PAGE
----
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Rating Universities on Research: QS Stars

Rating Universities on Research: QS Stars main image

Research quality is a key criterion in many university ranking and rating systems. Find out below how this is assessed by the QS Stars university rating service.

In traditional university rankings, such as the QS World University Rankings, criteria relating to research quality often carry the most weight.

These are the traditional measures of how well a university performs academically. If you are looking for a university that is academically ahead of the pack, with a strong reputation across a wide range of subject areas, and a high output of groundbreaking work, then this is a QS Stars rating to which you should pay close attention.

To measure how good a university’s research quality is, we break it down into four areas, which are as follows:

Academic peer endorsements (40 points)

If you want to know how good something is, it’s logical that you ask for the opinions of the experts, and that is exactly what this criterion measures. Drawing on over 62,000 responses from academic experts in a range of disciplines across the world, academics identify the leading universities in their area of expertise. Points are awarded according to how many of them think that this is the case, with 200 such endorsements leading to maximum points.

Citations per paper (40 points)

A good way of measuring the significance of the work being done at any given university is to measure how many times it is cited in the papers of experts at other universities. The more groundbreaking it is, the more other experts will refer to it, using it as the new base from which further progress will be made.
To score the maximum amount of points in this area a university needs to average six citations per paper. We’ve taken into account the fact that some universities focus on certain subjects, and make adjustments when this is the case.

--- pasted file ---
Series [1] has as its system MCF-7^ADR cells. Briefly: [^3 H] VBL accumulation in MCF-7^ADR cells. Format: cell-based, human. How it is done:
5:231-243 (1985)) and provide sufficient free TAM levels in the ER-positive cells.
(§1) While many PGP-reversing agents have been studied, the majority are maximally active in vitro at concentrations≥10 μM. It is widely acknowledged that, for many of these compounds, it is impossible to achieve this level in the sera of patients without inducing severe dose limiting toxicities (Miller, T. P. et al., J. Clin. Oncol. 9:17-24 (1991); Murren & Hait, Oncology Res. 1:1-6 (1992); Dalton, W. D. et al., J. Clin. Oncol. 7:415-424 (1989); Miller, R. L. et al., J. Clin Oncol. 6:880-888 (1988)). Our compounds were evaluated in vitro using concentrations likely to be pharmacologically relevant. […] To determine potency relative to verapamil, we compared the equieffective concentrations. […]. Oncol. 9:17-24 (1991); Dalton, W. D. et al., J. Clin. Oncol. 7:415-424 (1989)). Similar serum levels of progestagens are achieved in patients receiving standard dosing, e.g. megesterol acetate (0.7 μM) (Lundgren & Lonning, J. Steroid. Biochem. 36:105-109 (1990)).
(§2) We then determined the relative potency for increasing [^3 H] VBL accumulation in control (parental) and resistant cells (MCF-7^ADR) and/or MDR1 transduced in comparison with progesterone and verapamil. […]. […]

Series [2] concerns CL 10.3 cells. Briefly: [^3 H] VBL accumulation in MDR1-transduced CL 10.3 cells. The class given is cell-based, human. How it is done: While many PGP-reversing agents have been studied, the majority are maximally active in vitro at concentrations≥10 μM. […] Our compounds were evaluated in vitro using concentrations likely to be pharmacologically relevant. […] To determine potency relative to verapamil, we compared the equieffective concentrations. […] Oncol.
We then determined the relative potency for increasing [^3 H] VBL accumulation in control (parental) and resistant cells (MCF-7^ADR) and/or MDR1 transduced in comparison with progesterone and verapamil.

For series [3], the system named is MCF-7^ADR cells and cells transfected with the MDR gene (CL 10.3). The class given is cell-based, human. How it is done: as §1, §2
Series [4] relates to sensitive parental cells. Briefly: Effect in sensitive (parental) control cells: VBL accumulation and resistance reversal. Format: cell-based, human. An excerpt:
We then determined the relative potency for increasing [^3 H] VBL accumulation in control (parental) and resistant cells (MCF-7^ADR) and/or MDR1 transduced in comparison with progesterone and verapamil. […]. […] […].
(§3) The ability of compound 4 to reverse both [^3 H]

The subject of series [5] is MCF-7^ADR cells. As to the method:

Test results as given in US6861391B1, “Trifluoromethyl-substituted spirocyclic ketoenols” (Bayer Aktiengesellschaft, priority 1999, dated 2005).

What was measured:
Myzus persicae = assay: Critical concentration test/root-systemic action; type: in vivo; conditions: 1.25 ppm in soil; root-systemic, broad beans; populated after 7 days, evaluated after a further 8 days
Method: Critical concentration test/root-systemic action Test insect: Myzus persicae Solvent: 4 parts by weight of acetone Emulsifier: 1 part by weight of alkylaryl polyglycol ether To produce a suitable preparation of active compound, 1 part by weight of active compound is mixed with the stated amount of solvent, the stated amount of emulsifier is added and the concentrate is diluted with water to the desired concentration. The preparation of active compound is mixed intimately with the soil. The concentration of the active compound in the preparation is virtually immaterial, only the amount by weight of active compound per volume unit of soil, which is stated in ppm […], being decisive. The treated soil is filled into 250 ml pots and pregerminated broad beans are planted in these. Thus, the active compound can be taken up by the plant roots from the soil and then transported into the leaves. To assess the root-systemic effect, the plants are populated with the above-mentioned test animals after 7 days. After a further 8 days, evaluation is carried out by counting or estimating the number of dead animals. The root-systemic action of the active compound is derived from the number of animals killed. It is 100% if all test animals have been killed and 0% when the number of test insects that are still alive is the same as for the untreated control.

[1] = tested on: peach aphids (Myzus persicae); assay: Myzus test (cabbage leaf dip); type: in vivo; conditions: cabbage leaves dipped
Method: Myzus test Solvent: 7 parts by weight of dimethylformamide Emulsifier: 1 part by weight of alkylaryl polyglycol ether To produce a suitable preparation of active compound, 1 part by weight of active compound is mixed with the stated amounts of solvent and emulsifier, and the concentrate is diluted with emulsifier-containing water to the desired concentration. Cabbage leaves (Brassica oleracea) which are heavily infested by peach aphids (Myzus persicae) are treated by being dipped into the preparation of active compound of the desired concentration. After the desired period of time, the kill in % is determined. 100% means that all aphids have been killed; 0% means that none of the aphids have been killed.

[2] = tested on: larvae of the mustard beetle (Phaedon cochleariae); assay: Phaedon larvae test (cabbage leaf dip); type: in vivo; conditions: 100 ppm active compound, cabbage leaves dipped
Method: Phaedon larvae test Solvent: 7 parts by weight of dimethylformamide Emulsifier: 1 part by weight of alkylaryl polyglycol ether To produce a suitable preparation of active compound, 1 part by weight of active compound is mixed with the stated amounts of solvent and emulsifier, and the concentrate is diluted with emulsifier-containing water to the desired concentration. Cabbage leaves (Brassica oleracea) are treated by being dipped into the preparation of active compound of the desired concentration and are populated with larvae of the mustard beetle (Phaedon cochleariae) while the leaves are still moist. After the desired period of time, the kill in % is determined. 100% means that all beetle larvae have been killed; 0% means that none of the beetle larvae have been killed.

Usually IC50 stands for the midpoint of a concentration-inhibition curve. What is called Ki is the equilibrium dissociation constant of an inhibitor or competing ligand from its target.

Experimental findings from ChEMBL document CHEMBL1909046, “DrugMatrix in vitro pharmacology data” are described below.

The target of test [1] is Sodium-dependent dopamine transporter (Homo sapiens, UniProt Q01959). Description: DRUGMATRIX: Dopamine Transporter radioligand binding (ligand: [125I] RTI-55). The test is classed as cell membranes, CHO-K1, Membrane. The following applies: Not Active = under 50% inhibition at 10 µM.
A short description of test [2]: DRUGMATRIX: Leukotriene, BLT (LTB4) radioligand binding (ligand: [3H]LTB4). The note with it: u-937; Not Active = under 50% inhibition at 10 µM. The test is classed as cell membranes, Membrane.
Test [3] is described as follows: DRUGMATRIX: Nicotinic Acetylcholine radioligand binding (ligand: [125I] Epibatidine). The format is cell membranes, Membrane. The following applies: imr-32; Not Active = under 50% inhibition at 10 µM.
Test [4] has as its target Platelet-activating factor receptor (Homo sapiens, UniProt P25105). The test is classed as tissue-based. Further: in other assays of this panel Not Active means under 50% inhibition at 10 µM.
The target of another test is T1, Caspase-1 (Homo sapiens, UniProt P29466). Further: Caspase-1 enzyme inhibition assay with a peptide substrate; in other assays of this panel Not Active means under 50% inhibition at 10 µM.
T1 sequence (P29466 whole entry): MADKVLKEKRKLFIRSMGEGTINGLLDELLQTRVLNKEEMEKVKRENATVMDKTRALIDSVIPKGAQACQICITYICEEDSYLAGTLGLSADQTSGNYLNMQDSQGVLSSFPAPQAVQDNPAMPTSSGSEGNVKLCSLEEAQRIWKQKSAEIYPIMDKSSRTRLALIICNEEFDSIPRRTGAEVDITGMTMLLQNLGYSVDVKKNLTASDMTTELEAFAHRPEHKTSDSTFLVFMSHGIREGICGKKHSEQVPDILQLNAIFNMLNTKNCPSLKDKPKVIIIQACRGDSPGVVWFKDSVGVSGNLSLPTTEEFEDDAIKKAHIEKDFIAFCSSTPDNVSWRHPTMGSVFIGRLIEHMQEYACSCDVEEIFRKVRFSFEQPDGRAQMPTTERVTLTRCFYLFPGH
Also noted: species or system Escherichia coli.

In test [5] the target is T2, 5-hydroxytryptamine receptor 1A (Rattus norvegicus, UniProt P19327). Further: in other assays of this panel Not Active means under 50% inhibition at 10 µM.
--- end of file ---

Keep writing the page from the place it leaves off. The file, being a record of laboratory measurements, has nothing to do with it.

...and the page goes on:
Research papers per faculty (40 points)

The number of papers published by an institution’s faculty serves as a useful measure of its productivity. The best universities are fast paced, dynamic environments which produce a great deal of important work across a wide range of disciplines, so the higher this number is, the better.
If a university produces seven papers for every faculty members, it will score full marks. Again, this is adjusted for specialist institutions, whose work may be focussed on a particular area.

Prolific academic experts (30 points)

There is a wide range of international awards designed to afford recognition to those who have carried out outstanding work in their field, the best known being the various Nobel Prizes.

Measuring the number of staff who have received global distinction in their area of expertise is a measure of the academic authority to which students will have access at a given institution, as well as reflecting positively on an institution capable of attracting such highly regarded researchers.

If 20 or more faculty have received one of our recognized awards, the university will receive top marks.

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Written by QS Staff Writer

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